Exercise: Start in kneeling position with the ball close to the body. Place one hand on the ball and roll on the diagonal in the opposite direction of the hand. Come back to the start then swap hands, repeat other side keeping the movement flowing. Repeat 5 to 8 times each side.
SWIMMING (Photos 5 & 6)Benefits: This exercise helps develop scapular and shoulder stability while challenging core control with particular focus on multifi dus recruitment. This also helps to develop neck, shoulder, arm and gluteal strength.
Exercise: Position in four point kneeling, hands in line with shoulders, knees directly beneath hips, feet in alignment with knees. Focus on gentle drawing in of the corset, lifting the pelvic floor while maintaining a neutral pelvis, breathe in to prepare, breathe out, slide one leg up to 90 degree angle. For progression, add the opposite arm to leg. Trying to keep the pelvis as stable as possible, avoid rocking side to side. If there is any movement, regress to leg only, or if the position proves problematic, move to the wall as an alternative. Perform three reps, then swap sides.
THREAD THE NEEDLE (Photos 10 & 11)Benefit: Another fantastic exercise for spinal release and mobility. This exercise gives a great release through the thoracic region without causing issues in the lumbar pelvic area.
Exercise: Commence in a four point kneeling position, neutral alignment. Breathe in to prepare engagement of the deep abdominal muscles. Breathe out, extend one arm up focusing on releasing through the chest muscles. Breathe in, slide one arm under the other across the fl oor feeling the lateral rotation and release. Repeat 3 to 5 times each side.
CLAM (Photo 12)
Benefit: This exercise focuses on strengthening the gluteals which assist in increasing the force closure of the lumbar pelvic region. Ideally include this exercise in all pre and postnatal programs.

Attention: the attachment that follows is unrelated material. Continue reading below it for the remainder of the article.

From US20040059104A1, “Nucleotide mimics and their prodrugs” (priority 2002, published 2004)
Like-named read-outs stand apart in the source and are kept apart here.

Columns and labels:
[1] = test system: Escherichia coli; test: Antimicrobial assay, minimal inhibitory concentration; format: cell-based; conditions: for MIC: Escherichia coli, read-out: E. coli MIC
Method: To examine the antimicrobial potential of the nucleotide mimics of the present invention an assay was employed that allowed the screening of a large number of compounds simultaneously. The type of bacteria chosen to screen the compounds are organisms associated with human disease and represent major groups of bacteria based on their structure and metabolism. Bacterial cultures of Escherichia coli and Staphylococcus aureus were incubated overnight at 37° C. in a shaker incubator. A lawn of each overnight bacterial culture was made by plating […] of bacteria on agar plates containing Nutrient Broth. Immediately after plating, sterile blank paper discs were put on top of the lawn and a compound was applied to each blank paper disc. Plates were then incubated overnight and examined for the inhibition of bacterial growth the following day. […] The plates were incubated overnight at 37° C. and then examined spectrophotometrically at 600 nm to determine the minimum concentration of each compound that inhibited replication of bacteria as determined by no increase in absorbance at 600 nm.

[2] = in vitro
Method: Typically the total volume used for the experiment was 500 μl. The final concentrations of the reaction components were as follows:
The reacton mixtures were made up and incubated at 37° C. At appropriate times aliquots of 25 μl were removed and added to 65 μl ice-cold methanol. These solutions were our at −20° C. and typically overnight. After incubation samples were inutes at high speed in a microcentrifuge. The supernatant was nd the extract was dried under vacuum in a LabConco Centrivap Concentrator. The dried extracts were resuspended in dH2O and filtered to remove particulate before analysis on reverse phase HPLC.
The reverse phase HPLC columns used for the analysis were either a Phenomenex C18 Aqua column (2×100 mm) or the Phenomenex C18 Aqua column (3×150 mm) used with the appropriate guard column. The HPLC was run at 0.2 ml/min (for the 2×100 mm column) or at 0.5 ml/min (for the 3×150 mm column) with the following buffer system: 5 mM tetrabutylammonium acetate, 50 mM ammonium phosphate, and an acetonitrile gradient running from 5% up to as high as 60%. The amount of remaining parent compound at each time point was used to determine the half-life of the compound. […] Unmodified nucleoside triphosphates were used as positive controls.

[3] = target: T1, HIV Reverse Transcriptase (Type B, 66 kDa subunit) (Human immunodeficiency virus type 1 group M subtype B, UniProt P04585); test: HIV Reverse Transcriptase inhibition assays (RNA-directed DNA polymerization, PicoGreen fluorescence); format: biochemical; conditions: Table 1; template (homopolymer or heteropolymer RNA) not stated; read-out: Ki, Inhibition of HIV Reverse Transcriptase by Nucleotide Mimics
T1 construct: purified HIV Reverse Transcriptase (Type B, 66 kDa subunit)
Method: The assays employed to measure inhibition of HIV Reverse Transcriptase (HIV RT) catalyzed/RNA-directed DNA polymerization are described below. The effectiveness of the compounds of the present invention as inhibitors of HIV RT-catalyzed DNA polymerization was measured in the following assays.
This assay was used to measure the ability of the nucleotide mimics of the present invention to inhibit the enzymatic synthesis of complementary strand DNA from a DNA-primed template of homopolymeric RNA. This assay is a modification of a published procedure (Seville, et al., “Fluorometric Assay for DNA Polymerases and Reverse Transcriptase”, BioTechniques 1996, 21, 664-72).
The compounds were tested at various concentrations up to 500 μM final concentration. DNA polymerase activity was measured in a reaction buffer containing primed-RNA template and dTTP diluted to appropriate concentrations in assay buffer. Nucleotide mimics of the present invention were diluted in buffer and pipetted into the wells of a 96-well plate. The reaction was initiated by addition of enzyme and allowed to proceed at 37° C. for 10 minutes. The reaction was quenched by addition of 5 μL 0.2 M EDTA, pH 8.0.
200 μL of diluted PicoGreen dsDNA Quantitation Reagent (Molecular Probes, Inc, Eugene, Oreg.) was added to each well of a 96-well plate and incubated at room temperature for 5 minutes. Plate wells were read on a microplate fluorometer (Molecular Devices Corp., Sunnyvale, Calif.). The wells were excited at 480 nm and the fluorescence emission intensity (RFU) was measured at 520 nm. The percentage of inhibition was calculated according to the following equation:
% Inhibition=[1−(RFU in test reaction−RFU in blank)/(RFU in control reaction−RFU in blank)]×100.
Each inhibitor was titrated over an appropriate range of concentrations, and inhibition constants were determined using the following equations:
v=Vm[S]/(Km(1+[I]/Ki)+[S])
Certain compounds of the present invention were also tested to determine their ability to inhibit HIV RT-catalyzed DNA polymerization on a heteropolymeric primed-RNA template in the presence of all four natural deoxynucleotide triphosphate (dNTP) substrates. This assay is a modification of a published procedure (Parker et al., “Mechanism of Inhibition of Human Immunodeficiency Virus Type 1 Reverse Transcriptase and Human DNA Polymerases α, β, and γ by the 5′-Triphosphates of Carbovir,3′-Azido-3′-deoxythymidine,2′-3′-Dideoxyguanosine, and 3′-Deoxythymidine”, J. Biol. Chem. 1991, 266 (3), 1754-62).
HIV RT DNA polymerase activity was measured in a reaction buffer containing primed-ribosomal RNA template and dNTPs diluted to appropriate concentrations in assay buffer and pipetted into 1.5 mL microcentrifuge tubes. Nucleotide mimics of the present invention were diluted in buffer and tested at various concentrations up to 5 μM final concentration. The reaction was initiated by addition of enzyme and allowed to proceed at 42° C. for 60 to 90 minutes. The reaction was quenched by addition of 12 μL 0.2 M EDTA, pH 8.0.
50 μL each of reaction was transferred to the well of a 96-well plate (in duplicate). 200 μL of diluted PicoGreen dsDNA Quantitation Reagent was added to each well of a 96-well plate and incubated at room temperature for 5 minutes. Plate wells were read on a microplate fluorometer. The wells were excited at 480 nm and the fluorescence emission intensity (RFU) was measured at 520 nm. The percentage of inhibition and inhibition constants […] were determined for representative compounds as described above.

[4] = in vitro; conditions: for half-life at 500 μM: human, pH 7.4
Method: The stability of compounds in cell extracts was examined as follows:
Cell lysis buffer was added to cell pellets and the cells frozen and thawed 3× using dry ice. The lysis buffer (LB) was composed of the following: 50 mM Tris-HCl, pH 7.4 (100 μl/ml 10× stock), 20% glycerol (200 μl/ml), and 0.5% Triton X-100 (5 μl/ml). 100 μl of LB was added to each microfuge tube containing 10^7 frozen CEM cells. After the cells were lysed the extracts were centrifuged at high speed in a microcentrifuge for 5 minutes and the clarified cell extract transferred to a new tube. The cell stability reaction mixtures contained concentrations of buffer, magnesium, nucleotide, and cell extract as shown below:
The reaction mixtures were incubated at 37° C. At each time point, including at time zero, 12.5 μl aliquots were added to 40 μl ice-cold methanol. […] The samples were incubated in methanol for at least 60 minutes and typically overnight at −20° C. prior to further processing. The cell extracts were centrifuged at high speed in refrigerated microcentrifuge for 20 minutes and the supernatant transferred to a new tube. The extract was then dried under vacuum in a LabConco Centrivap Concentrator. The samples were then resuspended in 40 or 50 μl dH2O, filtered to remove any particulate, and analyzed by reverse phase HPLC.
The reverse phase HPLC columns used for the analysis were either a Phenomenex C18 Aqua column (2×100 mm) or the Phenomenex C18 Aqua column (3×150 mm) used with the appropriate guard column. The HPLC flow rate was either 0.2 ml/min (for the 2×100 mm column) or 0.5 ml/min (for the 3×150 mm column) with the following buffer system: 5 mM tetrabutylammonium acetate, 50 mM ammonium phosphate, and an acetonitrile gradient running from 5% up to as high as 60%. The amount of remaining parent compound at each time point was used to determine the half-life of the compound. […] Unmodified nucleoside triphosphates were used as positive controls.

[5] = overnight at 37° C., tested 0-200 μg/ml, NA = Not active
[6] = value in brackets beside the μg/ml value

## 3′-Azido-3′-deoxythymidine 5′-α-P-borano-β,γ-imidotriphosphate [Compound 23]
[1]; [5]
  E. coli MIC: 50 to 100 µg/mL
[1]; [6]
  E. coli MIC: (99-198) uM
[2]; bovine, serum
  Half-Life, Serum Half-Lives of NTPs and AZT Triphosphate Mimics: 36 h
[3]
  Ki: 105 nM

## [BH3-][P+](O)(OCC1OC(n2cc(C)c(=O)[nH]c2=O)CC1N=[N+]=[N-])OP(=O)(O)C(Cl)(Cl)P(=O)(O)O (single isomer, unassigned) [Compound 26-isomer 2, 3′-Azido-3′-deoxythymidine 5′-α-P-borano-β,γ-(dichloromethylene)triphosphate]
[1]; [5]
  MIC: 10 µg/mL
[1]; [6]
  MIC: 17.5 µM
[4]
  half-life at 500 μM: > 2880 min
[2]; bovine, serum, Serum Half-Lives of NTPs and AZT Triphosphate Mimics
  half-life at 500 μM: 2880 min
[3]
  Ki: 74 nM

Exercise: Start side-lying with both knees bent, legs and feet in alignment away from bottom leg, keeping the feet on the ground at all times. Inhale, set deep abdominals, breathe out, lift the top knee away. Breathe in, return to the start position. Avoid any rocking of the pelvis. Focus on the alignment at all times. Repeat 5 to 8 times each side.
As with any exercise during pregnancy, you need to constantly assess your client’s progress, remaining aware of the stages of pregnancy and the appropriate modifications for each. Pregnancy is a constantly changing state, so pregnant clients must have their state of health and musculoskeletal symptoms assessed prior to each session.
Pilates exercises provide many wonderful benefi ts that can help women achieve safe healthy pregnancies, assist their birth process and hasten recovery in the postnatal period.
Liz Dene, BHMS
Liz’s expertise relates to exercise and pregnancy issues. She is a master trainer for Network Pilates and is actively involved in developing and delivering courses both nationally and internationally. With a degree in human movement, Liz has over 15 years experience in all areas of training and fi tness. She merges traditional fi tness practices with a holistic approach to wellbeing. For more information visit www.lizdene.com
NETWORK MAGAZINE • SUMMER 2007 • PP40-46